When the ECOSAR model was run for the phosphonic acid component of ATACP - using the estimated log Kow of the ionized form of the substance (i.e., -4.9) - the toxicity values were generally above saturation (1.0 × 106 mg/L), indicating that this substance has little if any potential to cause aquatic toxicity.

Table 7. Modelled data for aquatic toxicity of alkyl amine counterions

Test organism Type of test Endpoint Value (mg/L) Alkyl amine Reference
Fish 96 hr LC501 5.9 ECOSAR 2004
Fish 96 hr LC50   AIES 2003-2005
Daphnid 48 hr LC501 0.82 ECOSAR 2004
Daphnid 48 hr LC50   AIES 2003-2005
Green algae 96 hr EC502 0.57 ECOSAR 2004
Green algae 96 hr ChV3 0.15 ECOSAR 2004
1 LC50 – The concentration of a substance that is estimated to be lethal to 50% of the test organisms.
2 EC50 – The concentration of a substance that is estimated to cause some toxic sublethal effect on 50% of the test organisms.
3 ChV – Chronic toxicity.

B - In Other Environmental Compartments

No ecological effects studies were found for this compound in media other than water (e.g., soil or sediment). No QSAR models were available that generate toxicity data for ATACP or its components in the other media.

Ecological Exposure Assessment

No monitoring data on the presence of ATACP or the two counterions in environmental media (air, water, soil, sediment) have been found.

Based on the use pattern information submitted confidentially under section 71 of CEPA 1999 for ATACP, 96.8 % of the substance is expected to end up in waste disposal facilities and 3% is expected to undergo chemical transformation. Releases from the substance during the service life are expected to be low (0.1% to each of air and water) and disperse.

As this substance is not manufactured in Canada, and very little is used by industry in Canada, it is concluded that little or no industrial release of ATACP is expected.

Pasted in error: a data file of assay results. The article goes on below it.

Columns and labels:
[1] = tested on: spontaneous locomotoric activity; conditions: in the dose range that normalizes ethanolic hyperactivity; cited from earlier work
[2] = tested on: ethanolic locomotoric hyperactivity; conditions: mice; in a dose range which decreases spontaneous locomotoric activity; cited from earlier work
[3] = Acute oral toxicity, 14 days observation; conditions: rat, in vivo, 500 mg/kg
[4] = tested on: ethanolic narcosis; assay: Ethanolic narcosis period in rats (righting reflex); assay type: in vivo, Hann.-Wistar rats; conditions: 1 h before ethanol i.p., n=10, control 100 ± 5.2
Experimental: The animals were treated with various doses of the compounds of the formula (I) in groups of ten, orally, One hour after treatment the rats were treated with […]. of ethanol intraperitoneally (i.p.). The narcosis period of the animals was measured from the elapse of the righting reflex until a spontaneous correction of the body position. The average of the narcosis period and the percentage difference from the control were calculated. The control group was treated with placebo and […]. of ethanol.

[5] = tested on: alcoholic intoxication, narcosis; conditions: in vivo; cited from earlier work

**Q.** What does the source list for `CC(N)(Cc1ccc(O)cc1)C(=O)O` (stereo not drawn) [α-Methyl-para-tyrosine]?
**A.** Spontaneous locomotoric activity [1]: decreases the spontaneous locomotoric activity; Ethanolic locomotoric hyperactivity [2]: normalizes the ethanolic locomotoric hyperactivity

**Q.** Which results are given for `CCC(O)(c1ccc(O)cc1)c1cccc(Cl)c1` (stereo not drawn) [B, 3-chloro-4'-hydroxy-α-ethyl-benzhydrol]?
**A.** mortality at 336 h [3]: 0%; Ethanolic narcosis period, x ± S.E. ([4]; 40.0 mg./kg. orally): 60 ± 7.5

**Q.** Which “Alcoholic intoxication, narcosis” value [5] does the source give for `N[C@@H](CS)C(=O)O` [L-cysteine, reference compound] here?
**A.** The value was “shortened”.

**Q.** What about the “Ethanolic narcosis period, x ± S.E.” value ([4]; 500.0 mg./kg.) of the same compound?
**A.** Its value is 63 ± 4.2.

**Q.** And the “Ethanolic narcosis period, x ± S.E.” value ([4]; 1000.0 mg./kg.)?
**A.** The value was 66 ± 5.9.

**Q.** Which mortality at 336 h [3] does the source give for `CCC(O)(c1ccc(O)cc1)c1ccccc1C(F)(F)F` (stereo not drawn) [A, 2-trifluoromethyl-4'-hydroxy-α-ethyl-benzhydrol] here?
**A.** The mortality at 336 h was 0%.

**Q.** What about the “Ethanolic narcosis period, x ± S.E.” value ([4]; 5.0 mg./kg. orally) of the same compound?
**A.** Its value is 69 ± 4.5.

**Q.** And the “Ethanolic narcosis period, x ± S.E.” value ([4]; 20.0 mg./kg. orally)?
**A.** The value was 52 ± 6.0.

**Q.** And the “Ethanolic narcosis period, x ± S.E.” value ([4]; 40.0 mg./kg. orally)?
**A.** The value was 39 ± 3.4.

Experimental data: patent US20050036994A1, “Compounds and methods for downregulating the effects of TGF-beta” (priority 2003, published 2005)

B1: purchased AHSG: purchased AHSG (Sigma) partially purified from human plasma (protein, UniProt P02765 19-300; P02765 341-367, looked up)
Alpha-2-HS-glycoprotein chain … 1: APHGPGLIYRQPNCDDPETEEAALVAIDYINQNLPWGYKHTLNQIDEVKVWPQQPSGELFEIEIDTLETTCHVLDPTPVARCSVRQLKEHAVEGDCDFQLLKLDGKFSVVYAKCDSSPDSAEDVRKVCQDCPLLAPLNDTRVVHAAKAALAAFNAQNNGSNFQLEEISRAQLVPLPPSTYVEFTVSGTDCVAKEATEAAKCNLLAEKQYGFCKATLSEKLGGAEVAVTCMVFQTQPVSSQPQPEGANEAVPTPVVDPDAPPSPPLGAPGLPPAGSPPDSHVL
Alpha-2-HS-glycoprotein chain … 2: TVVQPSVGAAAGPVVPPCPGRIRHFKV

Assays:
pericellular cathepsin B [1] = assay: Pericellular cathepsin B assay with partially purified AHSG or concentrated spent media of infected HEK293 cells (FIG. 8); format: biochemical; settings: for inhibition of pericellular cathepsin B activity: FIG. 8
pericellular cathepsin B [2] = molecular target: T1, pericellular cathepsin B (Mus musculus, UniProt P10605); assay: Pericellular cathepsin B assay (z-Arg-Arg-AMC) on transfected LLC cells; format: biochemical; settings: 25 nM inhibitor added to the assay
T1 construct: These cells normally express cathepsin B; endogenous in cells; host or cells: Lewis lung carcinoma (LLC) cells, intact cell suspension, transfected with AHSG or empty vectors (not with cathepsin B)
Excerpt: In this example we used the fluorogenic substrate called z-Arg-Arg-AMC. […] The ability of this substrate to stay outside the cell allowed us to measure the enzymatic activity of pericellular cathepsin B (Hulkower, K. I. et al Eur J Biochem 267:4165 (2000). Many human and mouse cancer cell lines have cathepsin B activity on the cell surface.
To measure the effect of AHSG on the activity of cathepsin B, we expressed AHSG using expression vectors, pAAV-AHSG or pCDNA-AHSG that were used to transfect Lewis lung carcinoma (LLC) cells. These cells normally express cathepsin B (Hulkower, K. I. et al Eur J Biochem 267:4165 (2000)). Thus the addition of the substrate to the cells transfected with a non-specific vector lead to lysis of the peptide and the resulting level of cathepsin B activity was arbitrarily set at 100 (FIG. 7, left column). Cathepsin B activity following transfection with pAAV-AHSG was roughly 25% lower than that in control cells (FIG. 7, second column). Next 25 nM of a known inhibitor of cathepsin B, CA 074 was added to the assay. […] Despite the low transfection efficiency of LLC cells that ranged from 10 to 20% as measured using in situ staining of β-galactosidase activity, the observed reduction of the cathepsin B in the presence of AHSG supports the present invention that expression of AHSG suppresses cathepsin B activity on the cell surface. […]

Characterization of Ecological Risk

The characterization of ecological risk is based on the evaluation of scientific and other information using a weight-of-evidence approach and precaution. Attention is given in particular to potential for release, persistence and bioaccumulation in the environment, and potential to cause aquatic toxicity.

A risk quotient analysis was not performed as it is expected, based on the use patterns, that there is little release and exposure. The quantities of ATACP imported into Canada (range 100 – 1000 kg in 2006) are low, and the proportion of the imported ATACP that is released (0.2 %) is very low.

Once released in the environment, the alkyl amine is persistent in water, soils and sediment, while the phosphonic acid component is expected to be persistent in air. Neither of the components of ATACP is expected to bioaccumulate or biomagnify in food chains. Although the alkyl amine moiety has moderate to high potential for toxicity to aquatic organisms, the phosphonic acid component has a negligible toxicity potential.